Muldrow v. City of St. Louis, Missouri

Today, the Supreme Court issued its decision in Muldrow v. City of St. Louis, Missouri, a case that asked the Court to decide what level of harm an employee must show when challenging a transfer under Title VII. Recognizing that no heightened-harm requirement appears in Title VII’s text, the Court ruled that a discriminatory transfer claim requires the employee to show some harm but does not require the employee to show that the harm was significant.

What You Need to Know

  • Question presented in this case: Whether Title VII of the Civil Rights Act of 1964 prohibits discrimination in transfer decisions absent a separate court determination that the transfer decision caused a significant disadvantage to the employee.
  • What does Title VII say? Title VII of the Civil Rights Act of 1964 prohibits an employer from “discriminat[ing] against any individual with respect to his compensation, terms, conditions, or privileges of employment, because of such individual’s race, color, religion, sex, or national origin.”
  • Background: Jatonya Clayborn Muldrow, a sergeant with the St. Louis Metropolitan Police Department, was working in the Department’s Intelligence Division when she was transferred against her wishes to the Department’s Fifth District, where her rank and pay remained the same. However, Muldrow alleged that other aspects of her job changed after her transfer, including her job responsibilities, perks, and work schedule. She sued the City of St. Louis (City), alleging that it violated Title VII by transferring her out of the Intelligence Division because of her sex. The federal district court granted the City summary judgment as to Muldrow’s Title VII discriminatory transfer claim, explaining that Muldrow failed to show that her transfer caused a “significant” change that produced a “material employment disadvantage.” The Eighth Circuit affirmed, concluding that Muldrow failed to show that the transfer caused her to suffer a “materially significant disadvantage.”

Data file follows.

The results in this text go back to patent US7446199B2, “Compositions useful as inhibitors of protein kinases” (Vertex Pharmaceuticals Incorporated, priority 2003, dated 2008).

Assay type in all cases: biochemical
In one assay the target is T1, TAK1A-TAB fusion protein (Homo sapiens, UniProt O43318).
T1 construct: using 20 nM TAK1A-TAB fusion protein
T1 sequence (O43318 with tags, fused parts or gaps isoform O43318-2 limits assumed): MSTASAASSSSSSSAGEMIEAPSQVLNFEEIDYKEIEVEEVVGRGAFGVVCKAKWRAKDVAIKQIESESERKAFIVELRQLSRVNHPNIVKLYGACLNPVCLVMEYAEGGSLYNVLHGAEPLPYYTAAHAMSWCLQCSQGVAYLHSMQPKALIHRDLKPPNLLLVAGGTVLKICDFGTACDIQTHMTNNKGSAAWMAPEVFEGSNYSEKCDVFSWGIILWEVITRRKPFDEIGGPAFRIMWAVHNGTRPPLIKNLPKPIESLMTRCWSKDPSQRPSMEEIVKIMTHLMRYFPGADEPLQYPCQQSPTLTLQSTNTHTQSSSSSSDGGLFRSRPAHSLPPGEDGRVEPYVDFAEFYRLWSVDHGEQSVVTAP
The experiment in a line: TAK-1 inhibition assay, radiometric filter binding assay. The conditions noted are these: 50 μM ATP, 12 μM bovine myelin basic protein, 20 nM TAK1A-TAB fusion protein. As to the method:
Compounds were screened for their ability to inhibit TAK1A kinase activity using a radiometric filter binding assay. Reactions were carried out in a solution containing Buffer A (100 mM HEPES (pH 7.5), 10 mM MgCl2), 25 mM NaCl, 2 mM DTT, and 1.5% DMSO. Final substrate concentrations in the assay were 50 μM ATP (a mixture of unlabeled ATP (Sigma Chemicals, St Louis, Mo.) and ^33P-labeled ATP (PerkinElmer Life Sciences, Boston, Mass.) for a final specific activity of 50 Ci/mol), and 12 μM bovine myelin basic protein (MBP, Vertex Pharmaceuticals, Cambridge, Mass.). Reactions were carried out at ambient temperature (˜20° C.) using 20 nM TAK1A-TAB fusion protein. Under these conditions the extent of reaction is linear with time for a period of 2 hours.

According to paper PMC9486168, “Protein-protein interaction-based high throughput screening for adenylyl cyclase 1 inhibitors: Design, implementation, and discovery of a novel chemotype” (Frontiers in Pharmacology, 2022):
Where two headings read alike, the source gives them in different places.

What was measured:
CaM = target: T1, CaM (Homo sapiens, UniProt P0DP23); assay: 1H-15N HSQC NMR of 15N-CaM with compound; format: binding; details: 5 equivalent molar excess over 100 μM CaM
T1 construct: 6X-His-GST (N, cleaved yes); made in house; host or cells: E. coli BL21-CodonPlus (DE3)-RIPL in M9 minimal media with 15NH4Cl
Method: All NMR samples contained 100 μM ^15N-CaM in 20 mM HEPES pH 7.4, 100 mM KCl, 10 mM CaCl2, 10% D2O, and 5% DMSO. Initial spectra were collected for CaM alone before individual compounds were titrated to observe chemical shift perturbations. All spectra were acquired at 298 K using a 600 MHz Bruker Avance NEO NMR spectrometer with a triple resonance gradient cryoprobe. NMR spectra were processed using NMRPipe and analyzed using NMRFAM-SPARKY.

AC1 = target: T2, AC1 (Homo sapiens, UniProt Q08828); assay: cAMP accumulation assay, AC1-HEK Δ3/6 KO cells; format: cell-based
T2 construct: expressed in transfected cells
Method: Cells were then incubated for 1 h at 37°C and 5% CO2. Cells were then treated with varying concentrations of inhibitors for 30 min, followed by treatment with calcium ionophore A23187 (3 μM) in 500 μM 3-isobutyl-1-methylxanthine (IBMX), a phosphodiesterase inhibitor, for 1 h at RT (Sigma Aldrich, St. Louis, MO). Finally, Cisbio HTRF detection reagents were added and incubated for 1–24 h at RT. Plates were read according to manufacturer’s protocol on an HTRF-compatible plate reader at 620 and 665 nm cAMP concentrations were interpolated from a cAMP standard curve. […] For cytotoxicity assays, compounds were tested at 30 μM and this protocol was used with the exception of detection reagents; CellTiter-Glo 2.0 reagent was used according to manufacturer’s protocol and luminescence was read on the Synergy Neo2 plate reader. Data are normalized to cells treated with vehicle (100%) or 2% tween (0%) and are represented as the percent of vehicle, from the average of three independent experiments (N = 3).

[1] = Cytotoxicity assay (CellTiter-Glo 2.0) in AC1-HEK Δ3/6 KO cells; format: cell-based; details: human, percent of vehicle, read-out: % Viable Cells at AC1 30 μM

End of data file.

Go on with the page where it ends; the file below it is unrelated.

• What did the Court decide? The Court held that a Title VII discriminatory transfer claim requires an employee to show that the transfer brought about “some harm respecting an identifiable term or condition of employment.” However, the transferee need not show that the harm was “significant,” “serious,” or “substantial.” The Court explained that imposing a heightened-harm requirement would be to add words to Title VII’s text. The Court accordingly vacated the judgment of the Eighth Circuit and remanded the case.
  • Take away? In a footnote, the majority made clear that “this decision changes the legal standard used in any circuit that has previously required ‘significant,’ ‘material,’ or ‘serious’ injury” and “lowers the bar Title VII plaintiffs must meet.” The Court’s decision will increase employees’ access to justice and strengthen protections against workplace discrimination.